by Sharon Thatcher
In speaking with rollformers and their suppliers during preparation for this issue of Rollforming Magazine, optimism has been running high throughout the country for 2022 to be another good year. A typical slowdown between fall and winter seemed only a blip on an otherwise upbeat trend.
Steve Swaney, Sales & Business Development, Flack Global Metals, monitors the steel market on a daily basis and offered the best news in a long time: a prediction for steel prices to ease back on the accelerator for the first time in months. The trend has already begun, with a greater leveling out anticipated in the months ahead.
“The industry is in a flux again and pricing on steel is headed down,” Swaney said in late October. It hadn’t yet reached coil buyers, however. “Right now the going price for steel is still very high,” he explained, “but the pricing for incoming import steel for the first quarter of 2022 is less expensive which will in turn put pressure on domestic mills to adjust their pricing going into 2022.”
The drop should eventually make its way to rollformers by year’s end and into 2022.
At the time of our conversation, galvanized and Galvalume were selling near the $2,100 a metric ton range. Swaney said to expect a drop to the $1,600 to $1,650 a ton range in Q1 2022, with further decline gradually into the second half of the year.
Helping to hold back price reductions for coils more recently were increases in paint for pre-painted metal.
Any current softening of prices is likely the result of coil buyers trying to reduce inventory by year’s end to reduce inventory tax consequences and take advantage of more cost-effective inventory next year.
Coated steel is expected to eventually recede to around $1,400 a ton before settling there.
At its lowest in early 2020, steel was in the range of $500 a ton, with year-end prices at $952-$1,000 a ton, but don’t expect those kinds of prices again. “It’s still going to be much, much higher than where we were in 2020 and no one expects it to get back to that point,” Flack noted.
Despite high prices in 2021, demand remained strong and coaters are still very busy trying to catch up, as are processors for slit coil and cut-to-length. Currently lead time is about 25% longer than normal. “A coil coater takes typically two to three weeks. They are probably running now four to six weeks,” Flack said. “A slitter is normally one to two weeks. Most of them are running now anywhere from three to five weeks.”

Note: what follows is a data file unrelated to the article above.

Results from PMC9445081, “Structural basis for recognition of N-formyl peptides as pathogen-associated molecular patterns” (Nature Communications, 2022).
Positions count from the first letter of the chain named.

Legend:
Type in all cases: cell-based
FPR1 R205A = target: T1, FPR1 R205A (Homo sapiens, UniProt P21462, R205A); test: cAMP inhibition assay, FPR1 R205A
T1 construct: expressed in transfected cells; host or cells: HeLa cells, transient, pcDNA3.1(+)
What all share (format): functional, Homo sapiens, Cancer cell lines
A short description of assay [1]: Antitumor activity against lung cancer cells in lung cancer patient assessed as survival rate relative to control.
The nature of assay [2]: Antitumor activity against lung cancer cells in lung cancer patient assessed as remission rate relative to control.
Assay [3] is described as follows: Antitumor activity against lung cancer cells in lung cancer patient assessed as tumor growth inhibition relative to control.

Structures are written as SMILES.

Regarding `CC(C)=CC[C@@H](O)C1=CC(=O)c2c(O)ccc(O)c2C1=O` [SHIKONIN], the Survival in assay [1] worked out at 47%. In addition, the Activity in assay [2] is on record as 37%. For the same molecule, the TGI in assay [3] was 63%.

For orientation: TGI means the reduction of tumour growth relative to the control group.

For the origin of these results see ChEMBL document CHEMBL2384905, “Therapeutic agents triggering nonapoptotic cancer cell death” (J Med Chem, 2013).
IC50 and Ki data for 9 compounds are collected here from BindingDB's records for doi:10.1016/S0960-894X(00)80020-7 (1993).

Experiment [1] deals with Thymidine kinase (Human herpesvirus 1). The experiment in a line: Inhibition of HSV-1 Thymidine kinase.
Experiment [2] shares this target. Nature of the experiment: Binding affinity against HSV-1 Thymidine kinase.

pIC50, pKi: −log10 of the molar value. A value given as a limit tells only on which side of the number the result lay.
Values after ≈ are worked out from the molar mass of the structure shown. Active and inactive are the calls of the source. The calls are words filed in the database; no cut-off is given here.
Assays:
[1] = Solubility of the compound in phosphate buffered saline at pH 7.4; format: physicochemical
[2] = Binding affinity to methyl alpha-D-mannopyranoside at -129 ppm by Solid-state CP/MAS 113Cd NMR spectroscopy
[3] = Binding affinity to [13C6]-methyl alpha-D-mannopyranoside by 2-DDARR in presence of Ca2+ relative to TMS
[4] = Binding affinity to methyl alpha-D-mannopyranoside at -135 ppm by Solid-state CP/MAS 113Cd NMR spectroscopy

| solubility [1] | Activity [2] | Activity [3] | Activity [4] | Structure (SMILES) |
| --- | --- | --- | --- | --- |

A Return to Options
You can expect more leeway and freedom in what products you offer your customers in 2022. During the past year, buyers have been restricted to standardized volume colors and in some cases restricted wider widths based on what the mills were willing to produce. “[Coil buyers] couldn’t get some of their more outlying colors because [coil suppliers were] pretty much stocking the very basic, larger-volume colors,” Flack said. “We think going into next year [coil buyers] will actually get more latitude and availability of anything they want. It will shift to more of a buyer-friendly market. We think that will happen mid to late first quarter.”
Aluminum Pricing Now Much Higher
On the other side of the spectrum is aluminum where prices are at record level and availability very limited and expected to stay that way through most of 2022, with pricing expected to moderate some in the second half of the year. Insufficient domestic capacity coupled with tariffs and duties keeping some large producers such as China out of the supply chain, along with higher usage in the transportation and aerospace sectors forecasted for 2022 and beyond, have created a major shortfall. An announcement in late October by President Biden that there would be some easing back on tariffs for both aluminum and steel is not expected to affect the construction segment.